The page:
Sustainable Systems Key to Reaping Long-term Benefits of Good Vision
Anytime we witness a child being able to see well for the first time after receiving a pair glasses, it’s a moment to remember. At a recent vision clinic in Antigua, an 8-year-old girl expressed her joy with the words, “This is the best day of my life.” She was experiencing the wonder that came from being able to see the world around her.
While it was a memorable moment for her, her experience is a result of well-thought plans and actions designed to ultimately create a sustainable system in which more children will see their best days ahead of them.
The late Dr. Paul Farmer of Partners in Health was famous for saying, “True access to care requires the Five S’s: staff, stuff, space, social support and systems.” In his work, he challenged that new anesthetic machines, for example, are useless without people who know how to operate them, an operating theater in which they can work, and a public health system that acknowledges the need for surgery.
The same can be said for our work to eliminate poor vision in a generation.
Providing good vision to a person in need requires more than handing out a simple pair of glasses. If we are to reach the 2.7 billion people who still don’t see their best, we must create a sustainable system that ensures processes can be maintained at optimum levels and replicated again and again around the world.
The EssilorLuxottica Eliminating Poor Vision in a Generation Report highlights what’s needed on a global scale: affordable products, access creation, refraction tools, public awareness, expansion of funding, government programs and partnerships, and data.
On a country level, we’ve also specifically seen first-hand the need for these interventions for efficient sustainable systems:
- Trained eye care professionals: In many countries trained eye care providers are hard to come by. Yet, eye care professionals are the delivery mechanism to get a pair of glasses on a child’s face, like the girl we mentioned earlier. And they’re crucial in the continuum of care. According to an article by the World Economic Forum, there is a significant global need for more eye care professionals. The article states there are 331,743 optometrists globally, according to the International Agency for the Prevention of Blindness. It goes on to say that fourteen million optometrists are needed globally to provide effective and adequate eye care services, using the World Health Organization’s global recommendation of a 1:600 practitioner-to-patient ratio. A commitment to developing an eye care work force will require a commitment from country-level governments to fund training institutions and programs.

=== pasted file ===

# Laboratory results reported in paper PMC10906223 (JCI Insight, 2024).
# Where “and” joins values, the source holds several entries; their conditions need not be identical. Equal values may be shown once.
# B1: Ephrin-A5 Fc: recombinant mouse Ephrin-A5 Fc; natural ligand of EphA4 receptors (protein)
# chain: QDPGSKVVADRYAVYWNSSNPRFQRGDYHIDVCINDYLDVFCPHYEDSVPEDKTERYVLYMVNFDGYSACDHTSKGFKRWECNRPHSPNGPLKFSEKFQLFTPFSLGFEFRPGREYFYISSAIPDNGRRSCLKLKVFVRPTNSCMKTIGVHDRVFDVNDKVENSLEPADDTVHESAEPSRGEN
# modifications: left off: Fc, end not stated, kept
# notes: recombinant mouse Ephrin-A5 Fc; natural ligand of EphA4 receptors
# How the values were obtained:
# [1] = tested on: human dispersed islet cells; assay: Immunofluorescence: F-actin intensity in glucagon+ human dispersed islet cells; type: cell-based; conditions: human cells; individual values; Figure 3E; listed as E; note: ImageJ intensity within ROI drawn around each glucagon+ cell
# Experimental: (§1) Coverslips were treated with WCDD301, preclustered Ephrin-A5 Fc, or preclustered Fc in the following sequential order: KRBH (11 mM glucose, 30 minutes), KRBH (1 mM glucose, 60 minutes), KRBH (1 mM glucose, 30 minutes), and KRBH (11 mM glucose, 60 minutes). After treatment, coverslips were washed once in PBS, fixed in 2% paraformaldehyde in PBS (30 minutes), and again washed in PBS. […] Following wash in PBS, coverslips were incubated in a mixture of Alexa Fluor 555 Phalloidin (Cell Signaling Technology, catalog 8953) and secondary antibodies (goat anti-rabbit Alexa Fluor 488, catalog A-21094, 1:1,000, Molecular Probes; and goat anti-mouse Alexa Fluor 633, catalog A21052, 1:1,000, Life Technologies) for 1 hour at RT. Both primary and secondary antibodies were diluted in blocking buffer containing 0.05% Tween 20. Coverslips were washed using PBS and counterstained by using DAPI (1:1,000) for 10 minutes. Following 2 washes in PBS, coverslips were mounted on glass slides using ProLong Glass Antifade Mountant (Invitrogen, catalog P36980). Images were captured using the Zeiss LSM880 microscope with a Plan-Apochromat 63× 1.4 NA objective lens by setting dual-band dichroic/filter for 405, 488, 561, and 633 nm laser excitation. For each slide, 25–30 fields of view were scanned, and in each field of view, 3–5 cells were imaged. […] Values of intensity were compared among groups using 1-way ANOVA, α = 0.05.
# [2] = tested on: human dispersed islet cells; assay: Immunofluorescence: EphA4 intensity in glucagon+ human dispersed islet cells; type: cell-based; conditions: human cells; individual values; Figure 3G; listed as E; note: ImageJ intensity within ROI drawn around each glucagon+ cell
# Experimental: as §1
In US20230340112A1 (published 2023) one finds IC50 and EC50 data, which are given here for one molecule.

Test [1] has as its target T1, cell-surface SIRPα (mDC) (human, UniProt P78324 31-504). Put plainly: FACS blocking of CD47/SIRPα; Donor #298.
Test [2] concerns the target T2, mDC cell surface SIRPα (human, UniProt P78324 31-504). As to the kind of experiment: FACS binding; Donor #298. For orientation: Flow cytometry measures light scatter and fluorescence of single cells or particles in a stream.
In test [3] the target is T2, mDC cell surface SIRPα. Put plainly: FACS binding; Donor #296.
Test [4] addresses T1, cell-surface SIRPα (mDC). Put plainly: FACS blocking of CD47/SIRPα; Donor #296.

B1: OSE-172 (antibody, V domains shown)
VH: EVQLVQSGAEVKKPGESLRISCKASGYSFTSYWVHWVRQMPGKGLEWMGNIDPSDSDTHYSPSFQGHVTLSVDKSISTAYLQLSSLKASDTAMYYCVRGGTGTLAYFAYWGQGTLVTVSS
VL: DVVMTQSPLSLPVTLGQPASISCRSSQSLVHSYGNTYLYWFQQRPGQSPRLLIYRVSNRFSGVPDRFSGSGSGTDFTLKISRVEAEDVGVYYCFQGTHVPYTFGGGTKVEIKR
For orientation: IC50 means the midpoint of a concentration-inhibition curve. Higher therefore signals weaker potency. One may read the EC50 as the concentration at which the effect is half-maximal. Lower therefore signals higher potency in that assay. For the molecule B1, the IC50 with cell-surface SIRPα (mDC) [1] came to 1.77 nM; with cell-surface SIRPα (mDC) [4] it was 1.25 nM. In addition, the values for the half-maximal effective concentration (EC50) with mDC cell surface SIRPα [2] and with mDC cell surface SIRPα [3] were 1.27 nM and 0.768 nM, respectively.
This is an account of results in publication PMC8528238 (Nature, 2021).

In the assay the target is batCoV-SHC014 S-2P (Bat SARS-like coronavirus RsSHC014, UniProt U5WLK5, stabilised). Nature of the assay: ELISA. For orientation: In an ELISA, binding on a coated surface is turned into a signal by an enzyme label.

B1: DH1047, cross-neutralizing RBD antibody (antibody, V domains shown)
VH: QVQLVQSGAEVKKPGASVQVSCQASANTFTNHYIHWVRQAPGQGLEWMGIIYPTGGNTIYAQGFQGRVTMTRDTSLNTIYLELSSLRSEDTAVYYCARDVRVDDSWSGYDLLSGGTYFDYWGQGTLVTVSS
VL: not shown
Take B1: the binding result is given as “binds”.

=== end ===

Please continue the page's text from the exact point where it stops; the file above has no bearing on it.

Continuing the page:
- Mechanism for follow up: Philanthropic vision services are often an effective way to provide access to vision care in a country, especially for those without affordable services. But challenges arise when a recipient needs their glasses adjusted, when visual changes occur, or the recipients require new prescriptions. Awareness raising efforts to encourage regular eye exams only go so far if the service providers are lacking. Both education of the need to continue to seek vision services and infrastructure improvements will be crucial to ensure that an individual’s first pair of glasses doesn’t become his last.
- Working alongside national governments and partners in country: Strengthening any aspect of the healthcare system takes time and investment. It can only succeed working alongside the national government and with local partners, as commitment from a country’s leadership is key. We’ve experienced this firsthand. When a leader shows a commitment, change can happen.
A sustainable system for vision care is bigger than a pair of glasses, a clinic, or trained eye care professionals. It requires, first and foremost, an understanding of the impact good vision has on every aspect of a society’s success.
In keeping with Dr. Farmer’s Five S’s, we know that a truly sustainable system cannot exist without each spoke in the wheel. Given the opportunity, we might suggest one more S be added to the list: Significance. By ensuring good vision has significance (the quality of being worthy of attention) on the global stage, we can and will create the proper systems to ultimately end poor vision as we know it.